“The Tragic and Triumphant Cross Leading to Hope for Us All”
“Jesus answered them, ‘The hour has come for the Son of Man to be glorified. Very truly, I tell you, unless a grain of wheat falls onto the earth and dies, it remains just a single grain; but if it dies, it bears much fruit. Those who love their life lose it, and those who hate their life in this world will keep it for eternal life. Whoever serves me must follow me, and where I am, there will my servant be also. Whoever serves me, the Father will honor.'”
“‘Now my soul is troubled. And what should I say, ‘Father, save me from this hour? No, it is for this reason that I have come to t his hour. Father, glorify your name.’ Then a voice came from heaven, ‘I have glorified it, and I will glorify it again.'” The crowd standing there heard it and said that it was thunder. Others said, ‘An angel has spoken to him.’ Jesus answered, ‘This voice has come for your sake, not for mine. Now is the judgment of this world; now the ruler of this world will be driven out. And I, when I am lifted up from the earth, will draw all people to myself.’ He said this to indicate the kind of death he was to die.” (John 12:23-33)
Jesus proclaims that the hour has come. This hour is not an indication of chronological time, but implies the significant moment of salvation. This hour in which he will be glorified is also the moment of his suffering. Jesus is troubled by the prospect of suffering, and he is momentarily tempted to ask the Father to save him from his passion. Yet, Jesus knows the very purpose of his life has been determined by the moment that is now upon him. This hour of Jesus’ anguish and glorification is also the time of the judgment of this world. John’s gospel does not record Jesus curing those possessed by demons, as in the other gospels. Instead the saving moment of Jesus is described as one great exorcism in which the ruler of this world will be driven out. The great Adversary is defeated and his captives are set free.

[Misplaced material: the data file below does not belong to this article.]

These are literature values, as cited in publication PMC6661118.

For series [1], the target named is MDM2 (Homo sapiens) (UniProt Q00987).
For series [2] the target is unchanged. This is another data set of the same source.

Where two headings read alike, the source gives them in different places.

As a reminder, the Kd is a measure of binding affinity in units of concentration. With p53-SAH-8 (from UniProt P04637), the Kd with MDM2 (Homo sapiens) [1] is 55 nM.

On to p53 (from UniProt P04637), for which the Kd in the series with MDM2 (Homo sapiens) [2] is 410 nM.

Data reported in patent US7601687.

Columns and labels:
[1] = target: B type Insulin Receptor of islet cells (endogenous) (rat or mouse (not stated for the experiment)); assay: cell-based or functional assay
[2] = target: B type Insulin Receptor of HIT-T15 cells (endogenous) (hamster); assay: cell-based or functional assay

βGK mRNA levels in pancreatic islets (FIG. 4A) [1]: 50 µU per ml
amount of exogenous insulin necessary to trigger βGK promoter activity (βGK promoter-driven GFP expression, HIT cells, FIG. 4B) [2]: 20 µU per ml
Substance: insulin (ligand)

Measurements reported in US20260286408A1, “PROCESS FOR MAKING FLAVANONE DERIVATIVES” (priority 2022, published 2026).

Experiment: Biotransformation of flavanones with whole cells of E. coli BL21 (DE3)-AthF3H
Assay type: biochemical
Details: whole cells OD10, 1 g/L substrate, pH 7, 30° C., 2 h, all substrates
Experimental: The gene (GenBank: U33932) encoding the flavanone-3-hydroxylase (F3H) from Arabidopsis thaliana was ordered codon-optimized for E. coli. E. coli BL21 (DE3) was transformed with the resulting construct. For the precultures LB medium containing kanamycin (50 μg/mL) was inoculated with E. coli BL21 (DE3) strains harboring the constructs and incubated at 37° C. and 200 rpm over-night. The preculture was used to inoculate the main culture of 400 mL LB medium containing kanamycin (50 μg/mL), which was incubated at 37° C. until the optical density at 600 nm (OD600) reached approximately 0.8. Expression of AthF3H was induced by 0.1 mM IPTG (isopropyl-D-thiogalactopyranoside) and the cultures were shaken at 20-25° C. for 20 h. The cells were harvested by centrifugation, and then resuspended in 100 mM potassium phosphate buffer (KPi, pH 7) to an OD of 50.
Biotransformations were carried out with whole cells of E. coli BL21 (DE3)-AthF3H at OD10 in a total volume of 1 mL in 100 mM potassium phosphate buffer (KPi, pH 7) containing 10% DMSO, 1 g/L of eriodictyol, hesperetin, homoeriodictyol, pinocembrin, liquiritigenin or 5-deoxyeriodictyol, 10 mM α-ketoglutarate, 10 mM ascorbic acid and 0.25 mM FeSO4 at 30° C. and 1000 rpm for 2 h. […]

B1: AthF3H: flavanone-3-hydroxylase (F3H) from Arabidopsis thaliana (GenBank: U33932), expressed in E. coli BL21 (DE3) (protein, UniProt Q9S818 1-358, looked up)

The image of the grain of wheat further describes the meaning of Jesus’ death. Like the seed that must fall into the earth and die before it can be raised up to bear fruit, Jesus offers his own life in loving self-surrender. Following the pattern of the germinating grain, Jesus must undergo his passion in order to be the glorious savior of all people. All who wish to follow him to eternal life must embrace this understanding of glorification in their own lives, laying down their lives and letting go of the passing attractions of this world.
Jesus will die by being lifted up on the cross. But the crucifixion of Jesus will also be his exaltation; “When I am lifted up from the earth, I will draw all people to myself.” The self-sacrifice of Jesus will draw all people to himself because nothing is more compelling or attractive than an expression of love, and no love is expressed more perfectly than that of Jesus. The cross is the power that defeats this world’s powers of sin and death and draws all people like a magnet to Jesus and to his Father.
Why does the cross of Jesus draw so many to him?
Jesus, help me to surrender to you and let go of the passing attractions of this world. Help me to give myself to others so that my life will bear fruit for your glory.